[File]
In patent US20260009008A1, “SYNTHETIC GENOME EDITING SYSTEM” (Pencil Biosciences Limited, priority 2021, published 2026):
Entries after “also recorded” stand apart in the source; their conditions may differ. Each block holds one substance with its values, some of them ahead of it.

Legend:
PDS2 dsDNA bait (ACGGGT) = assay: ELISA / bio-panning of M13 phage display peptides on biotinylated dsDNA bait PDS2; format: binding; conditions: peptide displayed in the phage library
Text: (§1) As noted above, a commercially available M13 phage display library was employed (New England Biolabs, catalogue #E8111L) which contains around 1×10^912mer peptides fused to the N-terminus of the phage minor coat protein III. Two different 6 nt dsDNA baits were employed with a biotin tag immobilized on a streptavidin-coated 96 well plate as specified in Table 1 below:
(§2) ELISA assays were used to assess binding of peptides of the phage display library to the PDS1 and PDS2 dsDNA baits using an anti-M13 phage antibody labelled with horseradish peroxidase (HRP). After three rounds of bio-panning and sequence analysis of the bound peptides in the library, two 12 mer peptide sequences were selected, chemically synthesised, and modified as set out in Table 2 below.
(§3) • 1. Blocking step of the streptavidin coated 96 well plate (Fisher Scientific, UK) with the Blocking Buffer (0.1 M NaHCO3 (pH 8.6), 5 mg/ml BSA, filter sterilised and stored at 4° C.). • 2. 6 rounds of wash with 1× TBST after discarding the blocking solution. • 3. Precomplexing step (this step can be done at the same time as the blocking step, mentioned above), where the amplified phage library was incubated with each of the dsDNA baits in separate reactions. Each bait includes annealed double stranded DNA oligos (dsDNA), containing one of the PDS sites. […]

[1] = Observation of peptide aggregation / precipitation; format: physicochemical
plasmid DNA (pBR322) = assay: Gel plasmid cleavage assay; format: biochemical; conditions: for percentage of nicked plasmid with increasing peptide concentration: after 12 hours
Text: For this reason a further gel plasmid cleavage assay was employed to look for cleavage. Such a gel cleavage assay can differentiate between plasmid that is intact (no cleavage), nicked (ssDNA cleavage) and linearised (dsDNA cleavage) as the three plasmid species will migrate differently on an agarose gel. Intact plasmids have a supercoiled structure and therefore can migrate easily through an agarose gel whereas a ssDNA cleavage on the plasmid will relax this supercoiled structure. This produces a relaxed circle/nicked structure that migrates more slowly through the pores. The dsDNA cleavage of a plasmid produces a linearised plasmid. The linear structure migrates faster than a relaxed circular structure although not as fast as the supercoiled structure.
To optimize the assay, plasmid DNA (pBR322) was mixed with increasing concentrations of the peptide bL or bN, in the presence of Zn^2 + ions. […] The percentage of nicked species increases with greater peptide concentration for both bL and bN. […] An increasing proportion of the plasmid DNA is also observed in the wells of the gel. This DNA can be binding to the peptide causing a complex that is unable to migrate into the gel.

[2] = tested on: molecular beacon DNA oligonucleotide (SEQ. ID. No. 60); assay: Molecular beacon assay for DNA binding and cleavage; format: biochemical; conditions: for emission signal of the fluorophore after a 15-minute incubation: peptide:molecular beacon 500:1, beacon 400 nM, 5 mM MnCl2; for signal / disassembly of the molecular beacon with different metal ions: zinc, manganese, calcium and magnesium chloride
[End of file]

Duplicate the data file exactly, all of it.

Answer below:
In patent US20260009008A1, “SYNTHETIC GENOME EDITING SYSTEM” (Pencil Biosciences Limited, priority 2021, published 2026):
Entries after “also recorded” stand apart in the source; their conditions may differ. Each block holds one substance with its values, some of them ahead of it.

Legend:
PDS2 dsDNA bait (ACGGGT) = assay: ELISA / bio-panning of M13 phage display peptides on biotinylated dsDNA bait PDS2; format: binding; conditions: peptide displayed in the phage library
Text: (§1) As noted above, a commercially available M13 phage display library was employed (New England Biolabs, catalogue #E8111L) which contains around 1×10^912mer peptides fused to the N-terminus of the phage minor coat protein III. Two different 6 nt dsDNA baits were employed with a biotin tag immobilized on a streptavidin-coated 96 well plate as specified in Table 1 below:
(§2) ELISA assays were used to assess binding of peptides of the phage display library to the PDS1 and PDS2 dsDNA baits using an anti-M13 phage antibody labelled with horseradish peroxidase (HRP). After three rounds of bio-panning and sequence analysis of the bound peptides in the library, two 12 mer peptide sequences were selected, chemically synthesised, and modified as set out in Table 2 below.
(§3) • 1. Blocking step of the streptavidin coated 96 well plate (Fisher Scientific, UK) with the Blocking Buffer (0.1 M NaHCO3 (pH 8.6), 5 mg/ml BSA, filter sterilised and stored at 4° C.). • 2. 6 rounds of wash with 1× TBST after discarding the blocking solution. • 3. Precomplexing step (this step can be done at the same time as the blocking step, mentioned above), where the amplified phage library was incubated with each of the dsDNA baits in separate reactions. Each bait includes annealed double stranded DNA oligos (dsDNA), containing one of the PDS sites. […]

[1] = Observation of peptide aggregation / precipitation; format: physicochemical
plasmid DNA (pBR322) = assay: Gel plasmid cleavage assay; format: biochemical; conditions: for percentage of nicked plasmid with increasing peptide concentration: after 12 hours
Text: For this reason a further gel plasmid cleavage assay was employed to look for cleavage. Such a gel cleavage assay can differentiate between plasmid that is intact (no cleavage), nicked (ssDNA cleavage) and linearised (dsDNA cleavage) as the three plasmid species will migrate differently on an agarose gel. Intact plasmids have a supercoiled structure and therefore can migrate easily through an agarose gel whereas a ssDNA cleavage on the plasmid will relax this supercoiled structure. This produces a relaxed circle/nicked structure that migrates more slowly through the pores. The dsDNA cleavage of a plasmid produces a linearised plasmid. The linear structure migrates faster than a relaxed circular structure although not as fast as the supercoiled structure.
To optimize the assay, plasmid DNA (pBR322) was mixed with increasing concentrations of the peptide bL or bN, in the presence of Zn^2 + ions. […] The percentage of nicked species increases with greater peptide concentration for both bL and bN. […] An increasing proportion of the plasmid DNA is also observed in the wells of the gel. This DNA can be binding to the peptide causing a complex that is unable to migrate into the gel.

[2] = tested on: molecular beacon DNA oligonucleotide (SEQ. ID. No. 60); assay: Molecular beacon assay for DNA binding and cleavage; format: biochemical; conditions: for emission signal of the fluorophore after a 15-minute incubation: peptide:molecular beacon 500:1, beacon 400 nM, 5 mM MnCl2; for signal / disassembly of the molecular beacon with different metal ions: zinc, manganese, calcium and magnesium chloride